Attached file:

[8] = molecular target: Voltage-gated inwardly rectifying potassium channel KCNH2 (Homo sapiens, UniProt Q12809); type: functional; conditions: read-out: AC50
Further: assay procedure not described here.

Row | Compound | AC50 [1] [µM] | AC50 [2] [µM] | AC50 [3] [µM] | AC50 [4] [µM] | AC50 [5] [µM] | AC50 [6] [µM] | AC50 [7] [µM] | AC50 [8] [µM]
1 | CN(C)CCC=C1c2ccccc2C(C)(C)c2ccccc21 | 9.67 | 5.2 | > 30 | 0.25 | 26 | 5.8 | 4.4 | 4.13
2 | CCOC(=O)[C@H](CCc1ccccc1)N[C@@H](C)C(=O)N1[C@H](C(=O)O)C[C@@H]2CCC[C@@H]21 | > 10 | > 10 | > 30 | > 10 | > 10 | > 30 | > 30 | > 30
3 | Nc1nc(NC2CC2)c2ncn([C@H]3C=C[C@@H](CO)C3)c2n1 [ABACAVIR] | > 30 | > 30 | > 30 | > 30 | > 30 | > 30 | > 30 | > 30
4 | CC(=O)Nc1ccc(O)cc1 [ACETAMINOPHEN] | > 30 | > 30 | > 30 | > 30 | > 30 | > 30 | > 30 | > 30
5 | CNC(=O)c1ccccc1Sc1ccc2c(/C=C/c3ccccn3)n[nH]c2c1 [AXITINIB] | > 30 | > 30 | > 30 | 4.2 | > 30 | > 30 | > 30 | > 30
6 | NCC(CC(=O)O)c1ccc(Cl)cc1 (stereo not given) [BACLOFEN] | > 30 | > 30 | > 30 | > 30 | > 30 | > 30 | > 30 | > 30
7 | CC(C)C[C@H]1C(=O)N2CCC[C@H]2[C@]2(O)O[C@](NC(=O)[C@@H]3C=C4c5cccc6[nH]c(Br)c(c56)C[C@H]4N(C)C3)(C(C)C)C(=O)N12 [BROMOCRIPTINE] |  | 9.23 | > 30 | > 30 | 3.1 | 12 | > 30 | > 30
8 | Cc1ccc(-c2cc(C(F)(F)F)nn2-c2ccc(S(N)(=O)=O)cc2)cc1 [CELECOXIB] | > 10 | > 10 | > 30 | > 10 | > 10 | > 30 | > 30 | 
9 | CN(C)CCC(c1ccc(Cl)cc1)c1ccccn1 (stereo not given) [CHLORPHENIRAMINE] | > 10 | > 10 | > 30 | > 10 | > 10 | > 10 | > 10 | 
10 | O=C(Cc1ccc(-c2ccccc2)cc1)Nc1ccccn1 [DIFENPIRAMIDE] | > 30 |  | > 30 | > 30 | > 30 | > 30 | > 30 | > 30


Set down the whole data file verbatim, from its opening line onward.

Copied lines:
[8] = molecular target: Voltage-gated inwardly rectifying potassium channel KCNH2 (Homo sapiens, UniProt Q12809); type: functional; conditions: read-out: AC50
Further: assay procedure not described here.

Row | Compound | AC50 [1] [µM] | AC50 [2] [µM] | AC50 [3] [µM] | AC50 [4] [µM] | AC50 [5] [µM] | AC50 [6] [µM] | AC50 [7] [µM] | AC50 [8] [µM]
1 | CN(C)CCC=C1c2ccccc2C(C)(C)c2ccccc21 | 9.67 | 5.2 | > 30 | 0.25 | 26 | 5.8 | 4.4 | 4.13
2 | CCOC(=O)[C@H](CCc1ccccc1)N[C@@H](C)C(=O)N1[C@H](C(=O)O)C[C@@H]2CCC[C@@H]21 | > 10 | > 10 | > 30 | > 10 | > 10 | > 30 | > 30 | > 30
3 | Nc1nc(NC2CC2)c2ncn([C@H]3C=C[C@@H](CO)C3)c2n1 [ABACAVIR] | > 30 | > 30 | > 30 | > 30 | > 30 | > 30 | > 30 | > 30
4 | CC(=O)Nc1ccc(O)cc1 [ACETAMINOPHEN] | > 30 | > 30 | > 30 | > 30 | > 30 | > 30 | > 30 | > 30
5 | CNC(=O)c1ccccc1Sc1ccc2c(/C=C/c3ccccn3)n[nH]c2c1 [AXITINIB] | > 30 | > 30 | > 30 | 4.2 | > 30 | > 30 | > 30 | > 30
6 | NCC(CC(=O)O)c1ccc(Cl)cc1 (stereo not given) [BACLOFEN] | > 30 | > 30 | > 30 | > 30 | > 30 | > 30 | > 30 | > 30
7 | CC(C)C[C@H]1C(=O)N2CCC[C@H]2[C@]2(O)O[C@](NC(=O)[C@@H]3C=C4c5cccc6[nH]c(Br)c(c56)C[C@H]4N(C)C3)(C(C)C)C(=O)N12 [BROMOCRIPTINE] |  | 9.23 | > 30 | > 30 | 3.1 | 12 | > 30 | > 30
8 | Cc1ccc(-c2cc(C(F)(F)F)nn2-c2ccc(S(N)(=O)=O)cc2)cc1 [CELECOXIB] | > 10 | > 10 | > 30 | > 10 | > 10 | > 30 | > 30 | 
9 | CN(C)CCC(c1ccc(Cl)cc1)c1ccccn1 (stereo not given) [CHLORPHENIRAMINE] | > 10 | > 10 | > 30 | > 10 | > 10 | > 10 | > 10 | 
10 | O=C(Cc1ccc(-c2ccccc2)cc1)Nc1ccccn1 [DIFENPIRAMIDE] | > 30 |  | > 30 | > 30 | > 30 | > 30 | > 30 | > 30